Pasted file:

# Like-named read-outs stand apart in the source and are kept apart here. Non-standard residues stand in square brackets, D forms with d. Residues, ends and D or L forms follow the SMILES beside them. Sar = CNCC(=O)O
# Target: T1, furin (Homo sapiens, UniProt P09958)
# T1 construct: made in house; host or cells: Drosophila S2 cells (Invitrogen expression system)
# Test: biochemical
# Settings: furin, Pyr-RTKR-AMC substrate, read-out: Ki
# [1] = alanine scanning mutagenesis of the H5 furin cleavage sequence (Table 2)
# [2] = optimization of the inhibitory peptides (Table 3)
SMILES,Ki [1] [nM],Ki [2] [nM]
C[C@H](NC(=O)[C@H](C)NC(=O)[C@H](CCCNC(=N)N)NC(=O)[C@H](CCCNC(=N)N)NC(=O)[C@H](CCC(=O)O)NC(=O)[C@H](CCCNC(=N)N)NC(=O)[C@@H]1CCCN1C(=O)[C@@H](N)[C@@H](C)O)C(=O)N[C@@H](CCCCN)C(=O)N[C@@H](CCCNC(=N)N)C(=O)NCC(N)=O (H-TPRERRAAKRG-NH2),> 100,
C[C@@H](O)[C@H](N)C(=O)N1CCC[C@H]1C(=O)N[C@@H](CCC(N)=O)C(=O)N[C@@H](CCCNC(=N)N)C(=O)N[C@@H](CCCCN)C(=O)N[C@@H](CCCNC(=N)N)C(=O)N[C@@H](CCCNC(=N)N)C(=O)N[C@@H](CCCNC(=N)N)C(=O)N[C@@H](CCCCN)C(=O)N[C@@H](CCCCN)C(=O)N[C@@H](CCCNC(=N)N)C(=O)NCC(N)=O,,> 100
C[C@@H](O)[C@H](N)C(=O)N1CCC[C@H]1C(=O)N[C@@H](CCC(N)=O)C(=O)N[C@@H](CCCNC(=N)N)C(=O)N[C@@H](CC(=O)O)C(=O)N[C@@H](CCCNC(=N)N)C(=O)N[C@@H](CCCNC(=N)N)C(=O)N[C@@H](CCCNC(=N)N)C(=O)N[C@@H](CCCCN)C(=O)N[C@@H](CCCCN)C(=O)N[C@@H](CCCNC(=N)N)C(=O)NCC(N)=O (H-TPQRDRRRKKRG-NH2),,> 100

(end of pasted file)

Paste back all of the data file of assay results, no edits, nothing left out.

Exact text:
# Like-named read-outs stand apart in the source and are kept apart here. Non-standard residues stand in square brackets, D forms with d. Residues, ends and D or L forms follow the SMILES beside them. Sar = CNCC(=O)O
# Target: T1, furin (Homo sapiens, UniProt P09958)
# T1 construct: made in house; host or cells: Drosophila S2 cells (Invitrogen expression system)
# Test: biochemical
# Settings: furin, Pyr-RTKR-AMC substrate, read-out: Ki
# [1] = alanine scanning mutagenesis of the H5 furin cleavage sequence (Table 2)
# [2] = optimization of the inhibitory peptides (Table 3)
SMILES,Ki [1] [nM],Ki [2] [nM]
C[C@H](NC(=O)[C@H](C)NC(=O)[C@H](CCCNC(=N)N)NC(=O)[C@H](CCCNC(=N)N)NC(=O)[C@H](CCC(=O)O)NC(=O)[C@H](CCCNC(=N)N)NC(=O)[C@@H]1CCCN1C(=O)[C@@H](N)[C@@H](C)O)C(=O)N[C@@H](CCCCN)C(=O)N[C@@H](CCCNC(=N)N)C(=O)NCC(N)=O (H-TPRERRAAKRG-NH2),> 100,
C[C@@H](O)[C@H](N)C(=O)N1CCC[C@H]1C(=O)N[C@@H](CCC(N)=O)C(=O)N[C@@H](CCCNC(=N)N)C(=O)N[C@@H](CCCCN)C(=O)N[C@@H](CCCNC(=N)N)C(=O)N[C@@H](CCCNC(=N)N)C(=O)N[C@@H](CCCNC(=N)N)C(=O)N[C@@H](CCCCN)C(=O)N[C@@H](CCCCN)C(=O)N[C@@H](CCCNC(=N)N)C(=O)NCC(N)=O,,> 100
C[C@@H](O)[C@H](N)C(=O)N1CCC[C@H]1C(=O)N[C@@H](CCC(N)=O)C(=O)N[C@@H](CCCNC(=N)N)C(=O)N[C@@H](CC(=O)O)C(=O)N[C@@H](CCCNC(=N)N)C(=O)N[C@@H](CCCNC(=N)N)C(=O)N[C@@H](CCCNC(=N)N)C(=O)N[C@@H](CCCCN)C(=O)N[C@@H](CCCCN)C(=O)N[C@@H](CCCNC(=N)N)C(=O)NCC(N)=O (H-TPQRDRRRKKRG-NH2),,> 100